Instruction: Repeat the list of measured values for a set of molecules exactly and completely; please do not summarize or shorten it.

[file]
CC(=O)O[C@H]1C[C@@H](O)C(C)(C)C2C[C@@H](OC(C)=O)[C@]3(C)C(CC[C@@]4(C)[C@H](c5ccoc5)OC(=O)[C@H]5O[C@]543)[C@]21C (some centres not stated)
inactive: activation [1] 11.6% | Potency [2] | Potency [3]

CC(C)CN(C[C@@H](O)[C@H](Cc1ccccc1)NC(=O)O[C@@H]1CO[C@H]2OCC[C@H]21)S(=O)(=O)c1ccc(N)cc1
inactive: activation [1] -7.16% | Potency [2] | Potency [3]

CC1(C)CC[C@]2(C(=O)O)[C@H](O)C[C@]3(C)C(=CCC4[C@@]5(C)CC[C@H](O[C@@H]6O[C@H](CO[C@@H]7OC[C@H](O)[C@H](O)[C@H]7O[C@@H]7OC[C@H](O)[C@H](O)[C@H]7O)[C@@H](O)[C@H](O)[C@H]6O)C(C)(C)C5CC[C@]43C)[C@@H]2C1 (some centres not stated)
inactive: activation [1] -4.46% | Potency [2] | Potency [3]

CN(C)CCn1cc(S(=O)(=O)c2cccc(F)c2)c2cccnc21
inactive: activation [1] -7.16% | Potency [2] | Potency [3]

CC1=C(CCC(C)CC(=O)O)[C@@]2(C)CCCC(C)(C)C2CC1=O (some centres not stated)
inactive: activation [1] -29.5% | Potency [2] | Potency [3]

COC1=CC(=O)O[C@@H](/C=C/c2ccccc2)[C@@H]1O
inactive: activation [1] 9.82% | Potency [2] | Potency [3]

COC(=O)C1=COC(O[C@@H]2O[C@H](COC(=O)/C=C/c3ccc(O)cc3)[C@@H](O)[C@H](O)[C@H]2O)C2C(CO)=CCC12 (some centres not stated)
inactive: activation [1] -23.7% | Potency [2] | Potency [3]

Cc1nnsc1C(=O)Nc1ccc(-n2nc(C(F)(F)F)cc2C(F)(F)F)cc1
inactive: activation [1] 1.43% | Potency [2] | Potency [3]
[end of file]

CC(=O)O[C@H]1C[C@@H](O)C(C)(C)C2C[C@@H](OC(C)=O)[C@]3(C)C(CC[C@@]4(C)[C@H](c5ccoc5)OC(=O)[C@H]5O[C@]543)[C@]21C (some centres not stated)
inactive: activation [1] 11.6% | Potency [2] | Potency [3]

CC(C)CN(C[C@@H](O)[C@H](Cc1ccccc1)NC(=O)O[C@@H]1CO[C@H]2OCC[C@H]21)S(=O)(=O)c1ccc(N)cc1
inactive: activation [1] -7.16% | Potency [2] | Potency [3]

CC1(C)CC[C@]2(C(=O)O)[C@H](O)C[C@]3(C)C(=CCC4[C@@]5(C)CC[C@H](O[C@@H]6O[C@H](CO[C@@H]7OC[C@H](O)[C@H](O)[C@H]7O[C@@H]7OC[C@H](O)[C@H](O)[C@H]7O)[C@@H](O)[C@H](O)[C@H]6O)C(C)(C)C5CC[C@]43C)[C@@H]2C1 (some centres not stated)
inactive: activation [1] -4.46% | Potency [2] | Potency [3]

CN(C)CCn1cc(S(=O)(=O)c2cccc(F)c2)c2cccnc21
inactive: activation [1] -7.16% | Potency [2] | Potency [3]

CC1=C(CCC(C)CC(=O)O)[C@@]2(C)CCCC(C)(C)C2CC1=O (some centres not stated)
inactive: activation [1] -29.5% | Potency [2] | Potency [3]

COC1=CC(=O)O[C@@H](/C=C/c2ccccc2)[C@@H]1O
inactive: activation [1] 9.82% | Potency [2] | Potency [3]

COC(=O)C1=COC(O[C@@H]2O[C@H](COC(=O)/C=C/c3ccc(O)cc3)[C@@H](O)[C@H](O)[C@H]2O)C2C(CO)=CCC12 (some centres not stated)
inactive: activation [1] -23.7% | Potency [2] | Potency [3]

Cc1nnsc1C(=O)Nc1ccc(-n2nc(C(F)(F)F)cc2C(F)(F)F)cc1
inactive: activation [1] 1.43% | Potency [2] | Potency [3]